One of Garrett’s favorite features of the house are the herringbone motifs that she designed using barn wood. The herringbone-pattern barn wood door slides to the right, revealing the small bathroom that has a tiny house tub (24 by 31 inches), with a rain shower head. “I have a machine that makes special etched glass vinyl for privacy,” said Garrett of the bathroom window. “I didn’t want a curtain because it comes into the room. I made the shelves, with barn wood on the front, and the medicine cabinet comes down for a makeup tray.”

The living room is a relaxing space, inspired by another television show that Garrett enjoys: “Fixer Upper.” “The walls are a luon flooring material, but instead of using it as paneling, we had it cut into strips and spaced like this to look like shiplap,” Garrett explained. “I saw it on a Youtube video and said, ‘You know, I think that we should try this.’ People thought I was crazy, but once you see it up, it really looks like shiplap … and it’s lightweight. That’s really important in a tiny house.”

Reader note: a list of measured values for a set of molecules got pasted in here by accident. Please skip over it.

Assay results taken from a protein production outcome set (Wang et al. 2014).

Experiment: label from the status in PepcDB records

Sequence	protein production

The living room includes a window seat that comes out for easy transport, as well as a couch that folds out into a bed. “Rather than having a TV, I have a projection unit,” said Garrett. “I’m having an L-shaped deck built for the outside with steps down. I can put the projector screen out there when I have summer movie nights. I found some birch wood for free and will be using it to make a railing and banisters for the deck. “

Although the larger loft is big enough to accommodate a king size bed, Garrett will be putting in a Tuft & Needle queen size bed to preserve space. “The other loft is big enough for a twin size bed, believe it or not,” she said. “It’s a bit higher than the other loft, and I wouldn’t want to sleep up there! I’ll be using it mainly for storage.”